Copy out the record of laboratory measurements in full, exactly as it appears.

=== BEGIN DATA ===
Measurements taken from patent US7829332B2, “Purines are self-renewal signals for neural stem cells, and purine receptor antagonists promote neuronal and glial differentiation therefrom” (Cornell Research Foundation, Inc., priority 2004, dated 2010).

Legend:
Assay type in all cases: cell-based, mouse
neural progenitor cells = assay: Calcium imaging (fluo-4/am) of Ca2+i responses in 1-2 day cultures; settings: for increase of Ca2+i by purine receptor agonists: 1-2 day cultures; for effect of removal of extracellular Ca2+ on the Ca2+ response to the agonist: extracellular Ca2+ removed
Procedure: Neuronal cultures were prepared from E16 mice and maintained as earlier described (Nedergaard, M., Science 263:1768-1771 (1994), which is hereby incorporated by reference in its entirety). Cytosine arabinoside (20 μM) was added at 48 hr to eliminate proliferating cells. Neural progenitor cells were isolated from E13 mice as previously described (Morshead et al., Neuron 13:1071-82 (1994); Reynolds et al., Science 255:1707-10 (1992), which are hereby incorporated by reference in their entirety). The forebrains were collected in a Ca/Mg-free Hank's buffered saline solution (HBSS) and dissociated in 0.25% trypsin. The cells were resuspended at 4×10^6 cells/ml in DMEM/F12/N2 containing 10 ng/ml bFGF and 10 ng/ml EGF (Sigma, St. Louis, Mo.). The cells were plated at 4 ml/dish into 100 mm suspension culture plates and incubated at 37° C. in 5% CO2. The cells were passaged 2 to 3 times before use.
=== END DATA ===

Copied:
Measurements taken from patent US7829332B2, “Purines are self-renewal signals for neural stem cells, and purine receptor antagonists promote neuronal and glial differentiation therefrom” (Cornell Research Foundation, Inc., priority 2004, dated 2010).

Legend:
Assay type in all cases: cell-based, mouse
neural progenitor cells = assay: Calcium imaging (fluo-4/am) of Ca2+i responses in 1-2 day cultures; settings: for increase of Ca2+i by purine receptor agonists: 1-2 day cultures; for effect of removal of extracellular Ca2+ on the Ca2+ response to the agonist: extracellular Ca2+ removed
Procedure: Neuronal cultures were prepared from E16 mice and maintained as earlier described (Nedergaard, M., Science 263:1768-1771 (1994), which is hereby incorporated by reference in its entirety). Cytosine arabinoside (20 μM) was added at 48 hr to eliminate proliferating cells. Neural progenitor cells were isolated from E13 mice as previously described (Morshead et al., Neuron 13:1071-82 (1994); Reynolds et al., Science 255:1707-10 (1992), which are hereby incorporated by reference in their entirety). The forebrains were collected in a Ca/Mg-free Hank's buffered saline solution (HBSS) and dissociated in 0.25% trypsin. The cells were resuspended at 4×10^6 cells/ml in DMEM/F12/N2 containing 10 ng/ml bFGF and 10 ng/ml EGF (Sigma, St. Louis, Mo.). The cells were plated at 4 ml/dish into 100 mm suspension culture plates and incubated at 37° C. in 5% CO2. The cells were passaged 2 to 3 times before use.